Thread: The Perils of Openheartedness

  1. #1

    The Perils of Openheartedness

    Secular Buddhist Doug Smith discusses the perils of openheartedness (approx. 14 mins)

    Any thoughts about the video?

  2. #2
    Global Moderator
    Join Date
    Mar 2017
    Another interesting talk. The loving kindness meditation I've done for 30 years or so starts with someone you like rather than yourself. Having said that, the first part of the meditation is always 'checking in' on yourself, relaxing and even wishing yourself well. Some really find this hard, that they don't in some way deserve to be happy. In terms of other people you find it hard to wish well to, the idea that giving metta is unconditional is important. Conditional metta is not 'metta' but something else. The hardest thing about unconditional is that there is no two way process. People don't treat us better, and maybe worse.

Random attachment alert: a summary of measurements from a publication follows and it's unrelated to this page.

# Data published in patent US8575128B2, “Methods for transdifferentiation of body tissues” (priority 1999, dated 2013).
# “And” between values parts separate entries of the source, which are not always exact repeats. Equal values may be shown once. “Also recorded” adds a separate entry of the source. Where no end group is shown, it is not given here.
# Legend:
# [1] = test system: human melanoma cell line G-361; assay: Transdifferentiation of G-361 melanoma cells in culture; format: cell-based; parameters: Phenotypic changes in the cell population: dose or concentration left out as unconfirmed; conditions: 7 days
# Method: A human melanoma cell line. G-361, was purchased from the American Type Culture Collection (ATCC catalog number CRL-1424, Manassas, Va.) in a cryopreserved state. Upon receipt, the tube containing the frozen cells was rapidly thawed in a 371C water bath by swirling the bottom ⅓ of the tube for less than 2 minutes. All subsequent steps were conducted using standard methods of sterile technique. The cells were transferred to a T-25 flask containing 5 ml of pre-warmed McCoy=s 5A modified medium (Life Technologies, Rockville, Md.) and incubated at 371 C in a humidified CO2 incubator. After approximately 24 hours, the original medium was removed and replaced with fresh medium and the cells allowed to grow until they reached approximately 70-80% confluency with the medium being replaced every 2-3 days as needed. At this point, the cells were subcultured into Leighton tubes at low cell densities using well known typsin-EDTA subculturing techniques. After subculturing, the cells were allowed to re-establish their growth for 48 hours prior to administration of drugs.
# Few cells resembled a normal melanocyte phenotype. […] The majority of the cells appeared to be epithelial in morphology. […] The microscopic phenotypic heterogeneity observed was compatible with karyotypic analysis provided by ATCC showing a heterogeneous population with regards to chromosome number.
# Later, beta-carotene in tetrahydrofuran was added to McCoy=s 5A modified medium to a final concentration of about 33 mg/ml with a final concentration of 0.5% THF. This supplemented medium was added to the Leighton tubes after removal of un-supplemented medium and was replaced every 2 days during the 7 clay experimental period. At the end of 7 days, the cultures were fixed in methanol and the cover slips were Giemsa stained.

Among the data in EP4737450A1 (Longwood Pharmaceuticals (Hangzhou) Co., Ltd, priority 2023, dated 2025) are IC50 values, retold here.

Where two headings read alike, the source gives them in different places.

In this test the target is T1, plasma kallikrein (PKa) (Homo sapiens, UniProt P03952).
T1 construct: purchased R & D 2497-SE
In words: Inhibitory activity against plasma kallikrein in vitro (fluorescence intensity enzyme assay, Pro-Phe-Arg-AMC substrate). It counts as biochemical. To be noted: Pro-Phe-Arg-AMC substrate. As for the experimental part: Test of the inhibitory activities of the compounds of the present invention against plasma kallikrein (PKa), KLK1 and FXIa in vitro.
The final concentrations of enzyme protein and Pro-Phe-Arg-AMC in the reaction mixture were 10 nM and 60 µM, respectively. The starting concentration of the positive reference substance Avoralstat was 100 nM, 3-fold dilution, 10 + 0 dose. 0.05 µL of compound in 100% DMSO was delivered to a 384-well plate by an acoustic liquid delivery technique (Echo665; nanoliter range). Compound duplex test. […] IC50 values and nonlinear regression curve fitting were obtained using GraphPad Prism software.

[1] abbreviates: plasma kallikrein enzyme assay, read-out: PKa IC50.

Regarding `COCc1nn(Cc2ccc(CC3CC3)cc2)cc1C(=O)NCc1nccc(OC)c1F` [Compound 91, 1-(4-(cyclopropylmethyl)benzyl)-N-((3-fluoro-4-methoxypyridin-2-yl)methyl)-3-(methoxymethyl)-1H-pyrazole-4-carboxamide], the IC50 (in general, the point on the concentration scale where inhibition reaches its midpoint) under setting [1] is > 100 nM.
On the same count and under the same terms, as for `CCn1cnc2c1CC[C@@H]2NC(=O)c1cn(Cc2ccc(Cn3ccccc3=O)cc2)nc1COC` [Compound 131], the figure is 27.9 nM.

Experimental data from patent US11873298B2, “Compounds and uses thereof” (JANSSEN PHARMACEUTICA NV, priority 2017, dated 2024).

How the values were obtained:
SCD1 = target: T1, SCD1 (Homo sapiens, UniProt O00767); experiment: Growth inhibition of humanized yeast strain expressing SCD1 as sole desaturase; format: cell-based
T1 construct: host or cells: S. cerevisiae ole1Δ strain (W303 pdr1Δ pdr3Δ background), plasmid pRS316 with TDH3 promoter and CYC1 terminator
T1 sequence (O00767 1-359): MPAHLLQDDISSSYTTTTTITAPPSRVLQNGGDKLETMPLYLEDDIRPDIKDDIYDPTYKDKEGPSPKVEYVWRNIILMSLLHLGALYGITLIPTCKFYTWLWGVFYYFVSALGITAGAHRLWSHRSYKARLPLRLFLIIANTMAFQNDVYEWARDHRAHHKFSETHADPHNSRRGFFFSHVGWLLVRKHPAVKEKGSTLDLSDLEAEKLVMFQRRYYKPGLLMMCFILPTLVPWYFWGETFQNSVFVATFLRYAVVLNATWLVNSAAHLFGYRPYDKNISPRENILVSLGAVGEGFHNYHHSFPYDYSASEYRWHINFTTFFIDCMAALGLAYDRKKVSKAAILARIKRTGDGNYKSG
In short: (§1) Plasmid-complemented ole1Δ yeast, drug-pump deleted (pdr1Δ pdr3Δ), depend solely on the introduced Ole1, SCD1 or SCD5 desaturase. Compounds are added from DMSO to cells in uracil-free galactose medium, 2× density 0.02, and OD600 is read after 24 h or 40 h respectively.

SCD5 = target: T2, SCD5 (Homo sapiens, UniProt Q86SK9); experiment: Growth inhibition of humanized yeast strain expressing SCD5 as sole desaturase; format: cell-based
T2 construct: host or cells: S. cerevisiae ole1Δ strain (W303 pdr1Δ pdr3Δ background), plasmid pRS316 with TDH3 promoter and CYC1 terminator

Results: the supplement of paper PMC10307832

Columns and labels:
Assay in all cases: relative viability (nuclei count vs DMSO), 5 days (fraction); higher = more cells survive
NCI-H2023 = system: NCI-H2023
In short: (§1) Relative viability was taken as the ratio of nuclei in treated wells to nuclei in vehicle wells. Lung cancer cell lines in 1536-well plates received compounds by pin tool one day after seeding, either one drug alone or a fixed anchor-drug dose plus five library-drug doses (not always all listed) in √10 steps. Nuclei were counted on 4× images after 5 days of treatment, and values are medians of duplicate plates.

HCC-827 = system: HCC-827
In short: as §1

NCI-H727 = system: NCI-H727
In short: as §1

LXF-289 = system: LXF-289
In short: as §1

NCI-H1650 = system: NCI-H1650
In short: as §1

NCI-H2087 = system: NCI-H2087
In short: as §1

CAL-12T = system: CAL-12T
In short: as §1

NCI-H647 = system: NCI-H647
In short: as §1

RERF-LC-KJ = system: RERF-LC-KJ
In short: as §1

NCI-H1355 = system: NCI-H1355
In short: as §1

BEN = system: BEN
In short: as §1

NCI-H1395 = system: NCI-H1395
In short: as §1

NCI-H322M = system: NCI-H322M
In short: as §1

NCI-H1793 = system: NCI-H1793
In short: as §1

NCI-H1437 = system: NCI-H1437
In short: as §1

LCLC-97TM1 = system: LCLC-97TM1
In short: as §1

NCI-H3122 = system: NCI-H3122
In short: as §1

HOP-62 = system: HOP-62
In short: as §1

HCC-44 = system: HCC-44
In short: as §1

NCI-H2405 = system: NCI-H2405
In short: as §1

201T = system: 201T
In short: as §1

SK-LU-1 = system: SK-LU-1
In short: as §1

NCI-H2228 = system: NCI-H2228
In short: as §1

So why do it? I found it easier to motivate myself when I understood that what was happening was there was one more person in the world being openhearted and one less closed-hearted, and that this was enough. It didn't matter that I couldn't see any change in myself or others. In my experience things change in me so gradually I can't possibly see them, although there was the time when I suddenly realised I no longer enjoyed going to the pub and having one too many drinks, and I stopped going.

  3. #3
    Forums Member Element's Avatar
    The Metta Sutta begins with:

    This is what should be done by those who are skilled in goodness,

    and have known the state of peace.
    Yanta santaṁ padaṁ abhisamecca.

    Snp 1.8
    It appears a calm understanding of what is ethically right & wrong is a prerequisite for metta.

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